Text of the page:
This. Lower unis offer courses such as teaching or nursing that the higher unis don't always offer. Where would you got to study if all the lower unis were shut down?
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    (Original post by TheGuy117)
    UCL needs to be shut down, the godless scum across the river!!!!! It's a disgrace that they are allowed to remain open.
    -> butthurt because you got rejected by UCL
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    (Original post by Jodie_668)
    I generally agree with you. Maybe keep a few more than 40 universities and also I don't think we should base it purely on league tables as they can be a bit wishy-washy. But nowadays, it seems like every Tom, **** and Harry has a degree whether even if they are not necessarily 'academic' type people because they are able to get into universities on lower grades. It's no wonder degrees have lost a lot of their value!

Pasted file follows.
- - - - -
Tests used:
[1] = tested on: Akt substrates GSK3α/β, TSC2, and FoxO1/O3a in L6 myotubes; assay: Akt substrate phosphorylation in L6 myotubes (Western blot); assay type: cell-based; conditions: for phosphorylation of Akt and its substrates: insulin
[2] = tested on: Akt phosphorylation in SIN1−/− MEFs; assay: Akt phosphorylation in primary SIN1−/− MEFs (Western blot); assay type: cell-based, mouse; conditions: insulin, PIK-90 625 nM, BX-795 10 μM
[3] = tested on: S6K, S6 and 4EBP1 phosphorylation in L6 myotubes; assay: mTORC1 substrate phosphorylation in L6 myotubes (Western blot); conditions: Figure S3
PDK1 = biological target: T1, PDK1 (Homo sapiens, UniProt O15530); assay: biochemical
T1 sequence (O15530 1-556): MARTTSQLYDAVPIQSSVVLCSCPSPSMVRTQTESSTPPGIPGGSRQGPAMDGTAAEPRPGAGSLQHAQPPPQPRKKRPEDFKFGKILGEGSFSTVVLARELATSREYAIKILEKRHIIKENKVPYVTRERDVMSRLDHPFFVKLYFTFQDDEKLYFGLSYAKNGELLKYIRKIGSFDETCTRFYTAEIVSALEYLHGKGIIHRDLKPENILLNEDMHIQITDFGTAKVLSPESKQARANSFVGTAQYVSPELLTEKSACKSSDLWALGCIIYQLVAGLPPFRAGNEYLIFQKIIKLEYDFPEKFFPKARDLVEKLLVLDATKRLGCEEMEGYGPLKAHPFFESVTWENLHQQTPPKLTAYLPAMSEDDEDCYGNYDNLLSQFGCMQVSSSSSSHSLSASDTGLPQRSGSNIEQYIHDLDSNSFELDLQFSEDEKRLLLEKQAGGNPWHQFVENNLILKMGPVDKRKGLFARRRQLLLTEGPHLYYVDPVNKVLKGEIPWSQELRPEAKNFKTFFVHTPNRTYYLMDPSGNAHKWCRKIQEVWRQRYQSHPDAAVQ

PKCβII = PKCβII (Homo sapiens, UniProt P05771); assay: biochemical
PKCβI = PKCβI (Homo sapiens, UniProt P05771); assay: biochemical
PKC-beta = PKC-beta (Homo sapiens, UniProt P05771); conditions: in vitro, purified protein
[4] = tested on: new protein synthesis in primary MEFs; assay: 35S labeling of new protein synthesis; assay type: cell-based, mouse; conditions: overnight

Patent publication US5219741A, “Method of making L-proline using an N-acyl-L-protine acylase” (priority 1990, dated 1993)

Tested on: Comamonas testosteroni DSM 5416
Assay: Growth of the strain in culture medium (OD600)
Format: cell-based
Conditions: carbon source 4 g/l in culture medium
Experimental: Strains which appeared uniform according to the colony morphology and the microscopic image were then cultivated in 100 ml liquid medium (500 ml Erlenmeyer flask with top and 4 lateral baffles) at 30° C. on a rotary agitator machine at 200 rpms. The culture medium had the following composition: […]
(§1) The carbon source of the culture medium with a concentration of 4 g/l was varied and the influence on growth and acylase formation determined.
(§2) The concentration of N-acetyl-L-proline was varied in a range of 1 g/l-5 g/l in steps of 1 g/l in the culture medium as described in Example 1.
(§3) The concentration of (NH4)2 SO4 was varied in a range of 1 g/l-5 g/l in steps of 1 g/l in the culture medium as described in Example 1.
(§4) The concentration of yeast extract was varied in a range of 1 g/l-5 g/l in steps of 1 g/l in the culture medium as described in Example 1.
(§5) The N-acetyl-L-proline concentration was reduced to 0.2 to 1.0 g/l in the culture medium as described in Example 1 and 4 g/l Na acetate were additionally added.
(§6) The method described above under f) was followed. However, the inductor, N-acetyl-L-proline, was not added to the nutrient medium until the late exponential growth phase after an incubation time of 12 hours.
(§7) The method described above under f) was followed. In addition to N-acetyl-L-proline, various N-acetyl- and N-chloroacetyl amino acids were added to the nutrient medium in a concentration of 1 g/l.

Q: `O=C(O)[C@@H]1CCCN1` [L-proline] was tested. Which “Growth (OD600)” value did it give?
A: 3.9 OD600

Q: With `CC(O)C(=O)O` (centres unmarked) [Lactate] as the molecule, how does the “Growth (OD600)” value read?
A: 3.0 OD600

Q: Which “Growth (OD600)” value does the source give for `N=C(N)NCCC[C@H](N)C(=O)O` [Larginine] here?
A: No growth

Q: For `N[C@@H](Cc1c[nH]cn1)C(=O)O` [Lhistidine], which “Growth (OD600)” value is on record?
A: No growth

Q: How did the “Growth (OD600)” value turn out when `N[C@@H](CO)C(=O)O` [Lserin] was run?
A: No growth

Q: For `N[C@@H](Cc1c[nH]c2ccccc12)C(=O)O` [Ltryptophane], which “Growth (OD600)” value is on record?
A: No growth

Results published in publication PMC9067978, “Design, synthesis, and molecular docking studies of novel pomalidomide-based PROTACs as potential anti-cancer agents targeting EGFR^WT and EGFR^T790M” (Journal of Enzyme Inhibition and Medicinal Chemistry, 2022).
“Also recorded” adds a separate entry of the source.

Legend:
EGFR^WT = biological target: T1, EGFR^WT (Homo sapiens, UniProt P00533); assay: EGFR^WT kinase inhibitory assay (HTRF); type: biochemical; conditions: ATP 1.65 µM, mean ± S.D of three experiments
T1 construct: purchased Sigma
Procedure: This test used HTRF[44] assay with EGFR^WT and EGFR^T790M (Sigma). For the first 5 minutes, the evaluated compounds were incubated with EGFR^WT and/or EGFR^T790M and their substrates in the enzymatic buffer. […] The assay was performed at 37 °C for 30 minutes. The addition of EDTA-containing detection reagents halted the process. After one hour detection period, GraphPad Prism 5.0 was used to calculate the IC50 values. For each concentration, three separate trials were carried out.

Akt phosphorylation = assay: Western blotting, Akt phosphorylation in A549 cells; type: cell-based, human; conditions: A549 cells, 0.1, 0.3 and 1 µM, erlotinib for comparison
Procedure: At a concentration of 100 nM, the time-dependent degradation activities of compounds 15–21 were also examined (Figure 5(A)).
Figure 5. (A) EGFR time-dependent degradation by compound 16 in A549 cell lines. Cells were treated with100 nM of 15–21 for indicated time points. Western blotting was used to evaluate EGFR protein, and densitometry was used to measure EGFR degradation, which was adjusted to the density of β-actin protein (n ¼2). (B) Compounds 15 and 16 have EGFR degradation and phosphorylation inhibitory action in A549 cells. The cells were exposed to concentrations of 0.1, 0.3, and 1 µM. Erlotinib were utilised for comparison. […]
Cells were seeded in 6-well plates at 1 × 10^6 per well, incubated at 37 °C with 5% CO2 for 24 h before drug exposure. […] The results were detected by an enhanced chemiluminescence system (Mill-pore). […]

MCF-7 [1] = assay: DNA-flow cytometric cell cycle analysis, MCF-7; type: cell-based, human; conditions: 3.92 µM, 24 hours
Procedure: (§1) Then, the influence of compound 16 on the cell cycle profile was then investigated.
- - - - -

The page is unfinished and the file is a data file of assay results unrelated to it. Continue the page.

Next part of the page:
if you're keen on reducing student numbers, why do it by shutting entire unis rather than taking a look at the proportion of the student body doing humanities courses? The reasons usually given by politicians for expanding HE in the past - preparing the uk for the high tech, knowledge based economy of the future etc. don't match with what has been allowed to happen... an explosion of places on humanities and social science courses.
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    Improvements and considerations can always be made when it comes to universities, but surely whatever ranking the university has if the student desperately wants to achieve they will no matter what university!